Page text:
“Frankly My Dear, I Don’t Give a Damn”
Ok, I admit it. I’m 50 years old and I just watched “Gone With The Wind” from start to finish. Over the years I had seen bits and pieces, smiled when someone would reference it, but never took it all in at one time. Perhaps I wasn’t meant to until now. I say this because as I watched it, I was completely taken back by how profoundly parallel the story line was to my own life.
No, I did not have to tend to any fields, wear curtains or have someone bustle me up to fit into a hoop skirt, but I did take someone to the brink. I did manipulate people. I did use my “charm” to work my way through countless obstacles. I did throw tantrums masked as intentional isolation from people who irritated me. I most certainly belittled what others had to say. And like Scarlett, I led a man who fiercely loves me to decide a life without me was far better than a life with me. That man is my husband and on one very cold January day he, like Rhett, turned to me and said in so many words, “Frankly my dear, I don’t give a damn” and left.
It has been over 10 years since that day. I’ll never forget it. I can’t forget it. It’s not easy to disregard what it felt like to watch my husband walk away saying words that could stop a clock. The memory of it still makes my blood run cold. It was the day he had seen me drunk for his last time and in a slow, quiet moment he told me so.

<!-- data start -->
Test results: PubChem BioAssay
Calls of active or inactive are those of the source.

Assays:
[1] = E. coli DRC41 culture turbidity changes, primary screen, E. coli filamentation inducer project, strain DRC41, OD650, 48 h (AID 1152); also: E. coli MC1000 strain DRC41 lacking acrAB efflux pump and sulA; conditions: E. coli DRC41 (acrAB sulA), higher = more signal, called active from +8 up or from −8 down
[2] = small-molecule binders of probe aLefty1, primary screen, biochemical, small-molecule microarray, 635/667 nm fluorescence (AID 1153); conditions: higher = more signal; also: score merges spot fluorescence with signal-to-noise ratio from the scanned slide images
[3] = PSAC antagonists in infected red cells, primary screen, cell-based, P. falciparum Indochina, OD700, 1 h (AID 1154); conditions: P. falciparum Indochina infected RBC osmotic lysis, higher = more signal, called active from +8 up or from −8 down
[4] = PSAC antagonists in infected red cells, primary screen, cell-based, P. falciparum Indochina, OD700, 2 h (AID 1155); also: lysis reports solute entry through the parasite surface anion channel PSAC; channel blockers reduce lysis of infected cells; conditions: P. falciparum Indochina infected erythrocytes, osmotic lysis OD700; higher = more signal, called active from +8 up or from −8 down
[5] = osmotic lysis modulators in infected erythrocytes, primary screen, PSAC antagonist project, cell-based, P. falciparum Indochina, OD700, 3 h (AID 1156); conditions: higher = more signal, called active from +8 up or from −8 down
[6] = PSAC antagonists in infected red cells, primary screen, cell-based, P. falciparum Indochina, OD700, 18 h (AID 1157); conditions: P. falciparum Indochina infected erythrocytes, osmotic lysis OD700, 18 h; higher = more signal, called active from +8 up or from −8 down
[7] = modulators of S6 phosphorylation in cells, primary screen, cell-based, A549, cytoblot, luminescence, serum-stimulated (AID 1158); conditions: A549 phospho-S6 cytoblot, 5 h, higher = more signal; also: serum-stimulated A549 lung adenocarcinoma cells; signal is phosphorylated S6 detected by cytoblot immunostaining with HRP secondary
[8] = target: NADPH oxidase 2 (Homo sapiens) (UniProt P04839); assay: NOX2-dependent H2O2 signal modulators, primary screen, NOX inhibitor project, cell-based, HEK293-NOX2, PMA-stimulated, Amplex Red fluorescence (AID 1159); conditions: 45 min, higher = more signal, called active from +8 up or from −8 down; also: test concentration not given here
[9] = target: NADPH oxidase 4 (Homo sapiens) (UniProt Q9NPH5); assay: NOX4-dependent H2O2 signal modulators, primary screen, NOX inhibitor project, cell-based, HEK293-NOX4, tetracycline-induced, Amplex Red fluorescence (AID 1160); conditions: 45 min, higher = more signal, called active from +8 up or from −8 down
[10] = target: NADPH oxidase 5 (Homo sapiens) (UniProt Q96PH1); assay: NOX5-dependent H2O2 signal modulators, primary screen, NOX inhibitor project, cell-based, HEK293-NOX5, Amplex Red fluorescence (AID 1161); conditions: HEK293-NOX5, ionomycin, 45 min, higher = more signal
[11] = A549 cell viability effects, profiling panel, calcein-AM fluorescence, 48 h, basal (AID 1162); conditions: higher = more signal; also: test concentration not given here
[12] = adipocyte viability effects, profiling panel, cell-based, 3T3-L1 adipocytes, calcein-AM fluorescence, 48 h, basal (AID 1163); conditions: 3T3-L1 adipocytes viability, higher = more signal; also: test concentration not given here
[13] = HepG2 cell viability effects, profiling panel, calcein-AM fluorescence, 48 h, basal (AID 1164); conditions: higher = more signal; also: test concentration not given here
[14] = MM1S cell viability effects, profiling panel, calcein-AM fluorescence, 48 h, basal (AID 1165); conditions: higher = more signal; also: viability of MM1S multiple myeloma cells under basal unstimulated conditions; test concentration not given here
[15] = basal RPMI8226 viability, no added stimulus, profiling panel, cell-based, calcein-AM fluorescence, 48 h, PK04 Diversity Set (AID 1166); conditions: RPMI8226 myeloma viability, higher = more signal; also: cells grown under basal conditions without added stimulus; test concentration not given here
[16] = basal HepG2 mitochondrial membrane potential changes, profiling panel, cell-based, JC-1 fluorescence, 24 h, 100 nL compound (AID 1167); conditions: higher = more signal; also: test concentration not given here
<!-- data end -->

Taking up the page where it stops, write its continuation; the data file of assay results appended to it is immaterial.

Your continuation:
There is nothing like seeing first hand when, after years of second chances, how you can drain someone of their last emotion. That January morning when my husband sat next to me he was not mad, he was not angry, he was not crying, he was nothing. Absolutely no emotion transcended his face. He just turned his head and said, “Don’t be here when I get home.” And with that, he walked out.
Unlike Scarlett, I didn’t fall on the stairs relieved to know tomorrow is another day. No, I didn’t have any more tomorrows, I only had that day and without knowing it, I chose to fight for my life … for our life. I picked up the phone and asked someone to help me who I knew could. From that day forward I have not found a good enough reason to pick up another drink.
And unlike Rhett and Scarlett, eventually my husband and I built our own Tara and together we aren’t waiting for tomorrow to share in today.